199. . For a discussion, see Luca Enriques, Alessandro Romano & Thom Wetzer, Network-Sensitive Financial Regulation, 45 J. Corp. L. 351, 368 (2020). Banks can be designated as systemically important banks (SIBs), and insurers as systemically important insurers (SIIs). For an example of this usage, see Graham S. Steele, Confronting the “Climate Lehman Moment”: The Case for Macroprudential Climate Regulation, 30 Cornell J.L. & Pub. Pol’y 109, 123 n.63 (2020). We will use the SIFI shorthand for all systemically important financial firms.
  200. . For the FSB’s approach and most recent list of designees, see Global Systemically Important Financial Institutions (G-SIFIs), Fin. Stability Bd.,‌global-systemically-important-financial-institutions-g-sifis/ [] (Nov. 23, 2021).
  201. . In fact, “the parallel processes of SIFI designation by international organizations like the Financial Stability Board (FSB) provide an underappreciated check on FSOC’s exercise of its power.” Daniel Schwarcz & David Zaring, Regulation by Threat: Dodd-Frank and the Nonbank Problem, 84 U. Chi. L. Rev. 1813, 1822 (2017).
  202. . See Colleen Baker, The Federal Reserve as Last Resort, 46 U. Mich. J.L. Reform 69, 107–08 (2012) (noting that designation comes with “additional supervision and regulation”).
  203. . See, e.g., Paul Krugman, How Did Economists Get It So Wrong?, N.Y. Times Mag., Sept. 6, 2009, at 36, 36–37 (noting that more important than the economists’ failure to predict the financial crisis was “the profession’s blindness to the very possibility of catastrophic failures in the market economy”).
  204. . Dodd-Frank Wall Street Reform and Consumer Protection Act, Pub. L. No. 111-203, 124 Stat. 1376 (2010).
  205. . See id. at 1435–36, 1807 (directing Federal banking agencies to “establish minimum leverage capital requirements” and “minimum risk-based capital requirements” for insured depository institutions, depository institution holding companies, and nonbank financial companies and identifying the various factors the Council must consider in making its designation of systemic importance).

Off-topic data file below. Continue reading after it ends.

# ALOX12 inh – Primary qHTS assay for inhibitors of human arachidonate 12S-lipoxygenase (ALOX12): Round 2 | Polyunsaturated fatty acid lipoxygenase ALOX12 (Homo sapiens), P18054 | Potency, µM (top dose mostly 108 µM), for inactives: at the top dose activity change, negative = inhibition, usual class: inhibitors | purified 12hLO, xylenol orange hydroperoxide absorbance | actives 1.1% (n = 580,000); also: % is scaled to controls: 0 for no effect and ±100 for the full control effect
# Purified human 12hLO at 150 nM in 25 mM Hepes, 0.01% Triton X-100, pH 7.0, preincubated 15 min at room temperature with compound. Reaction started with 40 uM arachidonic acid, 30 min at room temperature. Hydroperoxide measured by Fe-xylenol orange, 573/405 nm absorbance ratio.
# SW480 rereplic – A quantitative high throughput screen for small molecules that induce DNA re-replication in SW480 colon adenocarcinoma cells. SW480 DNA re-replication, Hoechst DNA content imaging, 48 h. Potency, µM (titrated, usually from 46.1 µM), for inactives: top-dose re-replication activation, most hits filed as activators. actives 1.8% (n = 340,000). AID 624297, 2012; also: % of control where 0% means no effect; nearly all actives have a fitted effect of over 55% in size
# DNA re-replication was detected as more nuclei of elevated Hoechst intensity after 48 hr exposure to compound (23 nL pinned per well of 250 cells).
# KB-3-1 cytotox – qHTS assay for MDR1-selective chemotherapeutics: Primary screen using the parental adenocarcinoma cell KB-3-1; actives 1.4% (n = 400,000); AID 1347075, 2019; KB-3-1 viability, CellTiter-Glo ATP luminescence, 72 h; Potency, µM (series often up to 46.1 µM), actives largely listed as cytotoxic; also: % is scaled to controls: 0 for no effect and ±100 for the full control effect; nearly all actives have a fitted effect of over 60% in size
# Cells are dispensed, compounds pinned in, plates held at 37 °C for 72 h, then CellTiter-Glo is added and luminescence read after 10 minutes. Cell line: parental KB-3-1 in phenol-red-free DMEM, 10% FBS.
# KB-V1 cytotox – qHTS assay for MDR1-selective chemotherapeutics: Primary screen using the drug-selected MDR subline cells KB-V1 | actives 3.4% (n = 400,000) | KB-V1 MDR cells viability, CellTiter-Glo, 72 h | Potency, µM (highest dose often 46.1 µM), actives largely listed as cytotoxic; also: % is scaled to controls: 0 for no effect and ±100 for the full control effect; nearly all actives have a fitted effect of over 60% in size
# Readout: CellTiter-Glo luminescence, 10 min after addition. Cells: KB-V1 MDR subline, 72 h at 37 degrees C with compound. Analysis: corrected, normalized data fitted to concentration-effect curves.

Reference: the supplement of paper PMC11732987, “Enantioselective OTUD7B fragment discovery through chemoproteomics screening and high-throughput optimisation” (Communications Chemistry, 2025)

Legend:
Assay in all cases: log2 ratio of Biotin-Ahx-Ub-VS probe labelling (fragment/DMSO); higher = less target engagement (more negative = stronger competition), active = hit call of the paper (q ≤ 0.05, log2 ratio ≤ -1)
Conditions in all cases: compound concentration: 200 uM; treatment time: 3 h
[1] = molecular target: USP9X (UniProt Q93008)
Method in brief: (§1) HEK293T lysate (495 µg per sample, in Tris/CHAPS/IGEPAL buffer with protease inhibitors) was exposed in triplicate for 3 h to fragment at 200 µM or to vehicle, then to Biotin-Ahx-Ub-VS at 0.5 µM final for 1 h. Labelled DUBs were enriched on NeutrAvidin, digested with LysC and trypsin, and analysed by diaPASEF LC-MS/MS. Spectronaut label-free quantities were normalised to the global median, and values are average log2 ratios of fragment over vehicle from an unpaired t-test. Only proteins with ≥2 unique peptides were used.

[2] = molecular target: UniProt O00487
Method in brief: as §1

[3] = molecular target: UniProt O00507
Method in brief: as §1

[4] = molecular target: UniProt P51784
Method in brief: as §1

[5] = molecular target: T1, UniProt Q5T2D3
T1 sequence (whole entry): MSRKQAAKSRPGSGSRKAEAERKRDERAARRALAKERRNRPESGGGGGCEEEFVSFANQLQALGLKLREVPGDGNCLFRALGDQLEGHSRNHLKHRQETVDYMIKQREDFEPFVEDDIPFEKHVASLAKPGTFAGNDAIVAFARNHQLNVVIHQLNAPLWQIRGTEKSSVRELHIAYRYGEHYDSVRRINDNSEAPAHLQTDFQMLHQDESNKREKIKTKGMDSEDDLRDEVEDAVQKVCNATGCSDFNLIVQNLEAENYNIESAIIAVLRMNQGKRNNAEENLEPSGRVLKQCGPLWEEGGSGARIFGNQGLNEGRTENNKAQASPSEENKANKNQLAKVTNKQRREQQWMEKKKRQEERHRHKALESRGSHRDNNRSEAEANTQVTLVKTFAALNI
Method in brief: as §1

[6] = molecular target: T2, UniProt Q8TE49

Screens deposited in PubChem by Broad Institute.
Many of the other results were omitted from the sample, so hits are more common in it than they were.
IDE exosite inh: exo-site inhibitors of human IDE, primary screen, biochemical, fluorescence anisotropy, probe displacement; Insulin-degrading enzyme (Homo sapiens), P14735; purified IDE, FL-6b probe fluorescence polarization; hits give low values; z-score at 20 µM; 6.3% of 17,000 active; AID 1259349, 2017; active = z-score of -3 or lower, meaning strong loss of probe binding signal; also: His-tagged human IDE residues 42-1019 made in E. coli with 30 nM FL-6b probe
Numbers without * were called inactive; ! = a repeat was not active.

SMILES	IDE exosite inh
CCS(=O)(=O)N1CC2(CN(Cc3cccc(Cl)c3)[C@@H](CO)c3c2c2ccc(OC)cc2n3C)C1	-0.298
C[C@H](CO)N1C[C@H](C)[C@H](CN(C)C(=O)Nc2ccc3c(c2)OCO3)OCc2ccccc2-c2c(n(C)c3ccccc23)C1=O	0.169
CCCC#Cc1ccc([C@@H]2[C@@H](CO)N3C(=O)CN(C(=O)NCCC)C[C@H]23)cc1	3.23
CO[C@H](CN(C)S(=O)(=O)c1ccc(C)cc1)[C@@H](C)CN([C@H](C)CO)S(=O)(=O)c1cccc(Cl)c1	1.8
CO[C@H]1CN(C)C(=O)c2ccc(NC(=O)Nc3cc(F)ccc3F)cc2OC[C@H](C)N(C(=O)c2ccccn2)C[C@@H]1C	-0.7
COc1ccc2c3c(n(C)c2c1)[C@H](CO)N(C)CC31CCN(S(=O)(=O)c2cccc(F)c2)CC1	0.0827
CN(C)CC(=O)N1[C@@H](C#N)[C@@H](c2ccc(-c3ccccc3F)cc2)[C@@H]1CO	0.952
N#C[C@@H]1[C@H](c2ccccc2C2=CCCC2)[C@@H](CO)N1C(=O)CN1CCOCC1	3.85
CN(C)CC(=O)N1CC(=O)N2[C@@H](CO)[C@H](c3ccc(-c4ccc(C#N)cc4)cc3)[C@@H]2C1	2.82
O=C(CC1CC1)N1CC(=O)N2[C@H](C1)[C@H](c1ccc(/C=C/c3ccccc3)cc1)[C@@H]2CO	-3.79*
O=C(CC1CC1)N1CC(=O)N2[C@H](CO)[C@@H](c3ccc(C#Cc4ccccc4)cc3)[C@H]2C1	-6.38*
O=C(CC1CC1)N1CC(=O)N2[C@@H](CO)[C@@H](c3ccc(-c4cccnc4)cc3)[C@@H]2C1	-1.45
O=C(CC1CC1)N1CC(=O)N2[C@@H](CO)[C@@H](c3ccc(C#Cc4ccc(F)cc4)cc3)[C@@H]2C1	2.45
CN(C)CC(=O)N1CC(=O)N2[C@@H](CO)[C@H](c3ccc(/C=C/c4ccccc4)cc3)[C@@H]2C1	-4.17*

206. . About FSOC, U.S. Dep’t. Treasury, [].
  207. . See id. (“It is a collaborative body chaired by the Secretary of the Treasury that brings together the expertise of the federal financial regulators, an independent insurance expert appointed by the President, and state regulators.”). Of these nine, eight are “real” regulators, and one is a voting member with insurance expertise. Id.
  208. . Press Release, North American Securities Administrators Association, State Regulators Announce Representatives for the Financial Stability Oversight Council (Sept. 23, 2010), [].
  209. . Two federal bodies, the Federal Insurance Office, and the Office of Financial Research, are also represented on the council by their directors, but also do not vote on designations.
  210. . Dodd-Frank Wall Street Reform and Consumer Protection Act, Pub. L. No. 111-203, § 113(a)(2)(K), 124 Stat. 1376, 1398 (2010) (codified at 12 U.S.C. § 5323(a)(2)(K)).
  211. . Authority to Require Supervision and Regulation of Certain Nonbank Financial Companies, 77 Fed. Reg. 21651, 21658 (Apr. 11, 2012) (codified at 12 C.F.R. § 1310 (2021)).
  212. . Id.
  213. . Id.
  214. . Id.
  215. . Janet L. Yellen, Vice Chair, Bd. of Governors of the Fed. Rsrv. Sys., Interconnectedness and Systemic Risk: Lessons from the Financial Crisis and Policy Implications (Jan. 4, 2013), [‌-ZESX].
  216. . Id.
  217. . Bank Systemic Risk Monitor, Off. Fin. Rsch., [].
  218. . See Jan Schildbach, Large or Small? How to Measure Bank Size, Deutsche Bank Rsch 3 (Apr. 25, 2017),‌PROD0000000000443314/Large_or_small%3F_How_to_measure_bank_size.pdf? [https://perma.‌cc/73K2-B2W3] (“When considering the size and importance of banks and the banking system, current academic research and official-sector documents often focus on balance sheet totals.”).
  219. . 12 C.F.R. § 1310.11(a)(2) (2021).
  220. . See id. (noting as a consideration the distressed company “and its subsidiaries”).
  221. . As Adam Levitin has explained it, “Under the Basel III Capital Accords, a heightened set of capital requirements that will go into effect in the United States in 2014, banks will be required to have a leverage ratio of equity to assets of 3%, among other capital requirements.” Levitin, supra note 189, at 2029.
  222. .It’s a Wonderful Life (Liberty Films 1946).
  223. . See Charles Goodhart, What Is Maturity Mismatch, and Why Is It a Problem?, World Econ. F. (Sept. 11, 2015), [] (noting that the high degree of maturity mismatch in banking is due to an expansion in mortgage lending).
  224. . Heath Tarbert & Sylvia Mayer, Systemically Important in Three Easy Steps? FSOC Approves Final Rule for Nonbank SIFI Designations, Weil Restructuring (Apr. 5, 2012), [].
  225. . See id. (stating that a nonbank financial company will move to stage two if it meets consolidated assets threshold of $50 billion).
  226. . See id. (discussing how the council will assess the “risk profile and characteristics” of the company and will notify the company only after completion of the stage two analysis).